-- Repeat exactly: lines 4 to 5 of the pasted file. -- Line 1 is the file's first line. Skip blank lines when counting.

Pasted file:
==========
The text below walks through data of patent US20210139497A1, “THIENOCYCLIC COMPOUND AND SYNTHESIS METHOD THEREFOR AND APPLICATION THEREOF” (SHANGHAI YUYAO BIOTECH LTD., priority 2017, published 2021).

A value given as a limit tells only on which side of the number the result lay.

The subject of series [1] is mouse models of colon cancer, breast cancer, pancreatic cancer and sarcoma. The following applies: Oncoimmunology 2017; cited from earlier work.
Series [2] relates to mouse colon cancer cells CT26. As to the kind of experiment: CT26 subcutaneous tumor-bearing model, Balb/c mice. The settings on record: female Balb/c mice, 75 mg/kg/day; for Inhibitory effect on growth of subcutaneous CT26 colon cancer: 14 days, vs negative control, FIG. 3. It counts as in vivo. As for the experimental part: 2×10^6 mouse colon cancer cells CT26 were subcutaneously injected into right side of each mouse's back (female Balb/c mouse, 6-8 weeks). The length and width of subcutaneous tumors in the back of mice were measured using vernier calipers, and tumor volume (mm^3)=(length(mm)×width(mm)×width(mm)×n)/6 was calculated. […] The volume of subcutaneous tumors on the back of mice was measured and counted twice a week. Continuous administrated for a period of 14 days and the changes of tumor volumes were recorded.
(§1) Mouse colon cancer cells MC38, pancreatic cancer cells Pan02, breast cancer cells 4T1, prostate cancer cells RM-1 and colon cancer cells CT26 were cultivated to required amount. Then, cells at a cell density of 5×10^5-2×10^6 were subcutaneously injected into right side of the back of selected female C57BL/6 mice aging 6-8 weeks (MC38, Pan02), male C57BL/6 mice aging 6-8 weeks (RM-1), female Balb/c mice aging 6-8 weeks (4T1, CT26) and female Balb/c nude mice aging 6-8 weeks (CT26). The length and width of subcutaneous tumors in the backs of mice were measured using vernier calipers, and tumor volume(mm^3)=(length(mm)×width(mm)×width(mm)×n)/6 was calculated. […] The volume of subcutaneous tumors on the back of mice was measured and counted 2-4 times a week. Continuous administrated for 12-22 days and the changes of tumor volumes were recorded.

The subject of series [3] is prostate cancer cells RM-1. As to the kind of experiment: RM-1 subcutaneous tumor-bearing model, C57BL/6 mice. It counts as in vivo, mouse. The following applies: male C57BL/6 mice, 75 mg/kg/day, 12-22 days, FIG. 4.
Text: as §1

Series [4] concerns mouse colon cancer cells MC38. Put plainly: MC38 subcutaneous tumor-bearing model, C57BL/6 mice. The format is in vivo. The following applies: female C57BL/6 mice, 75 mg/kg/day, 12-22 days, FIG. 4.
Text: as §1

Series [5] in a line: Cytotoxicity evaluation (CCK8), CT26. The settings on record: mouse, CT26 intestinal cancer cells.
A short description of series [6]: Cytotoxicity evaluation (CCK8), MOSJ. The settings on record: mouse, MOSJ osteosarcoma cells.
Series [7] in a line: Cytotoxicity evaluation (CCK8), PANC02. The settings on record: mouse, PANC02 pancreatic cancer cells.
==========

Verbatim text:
Series [2] relates to mouse colon cancer cells CT26. As to the kind of experiment: CT26 subcutaneous tumor-bearing model, Balb/c mice. The settings on record: female Balb/c mice, 75 mg/kg/day; for Inhibitory effect on growth of subcutaneous CT26 colon cancer: 14 days, vs negative control, FIG. 3. It counts as in vivo. As for the experimental part: 2×10^6 mouse colon cancer cells CT26 were subcutaneously injected into right side of each mouse's back (female Balb/c mouse, 6-8 weeks). The length and width of subcutaneous tumors in the back of mice were measured using vernier calipers, and tumor volume (mm^3)=(length(mm)×width(mm)×width(mm)×n)/6 was calculated. […] The volume of subcutaneous tumors on the back of mice was measured and counted twice a week. Continuous administrated for a period of 14 days and the changes of tumor volumes were recorded.
(§1) Mouse colon cancer cells MC38, pancreatic cancer cells Pan02, breast cancer cells 4T1, prostate cancer cells RM-1 and colon cancer cells CT26 were cultivated to required amount. Then, cells at a cell density of 5×10^5-2×10^6 were subcutaneously injected into right side of the back of selected female C57BL/6 mice aging 6-8 weeks (MC38, Pan02), male C57BL/6 mice aging 6-8 weeks (RM-1), female Balb/c mice aging 6-8 weeks (4T1, CT26) and female Balb/c nude mice aging 6-8 weeks (CT26). The length and width of subcutaneous tumors in the backs of mice were measured using vernier calipers, and tumor volume(mm^3)=(length(mm)×width(mm)×width(mm)×n)/6 was calculated. […] The volume of subcutaneous tumors on the back of mice was measured and counted 2-4 times a week. Continuous administrated for 12-22 days and the changes of tumor volumes were recorded.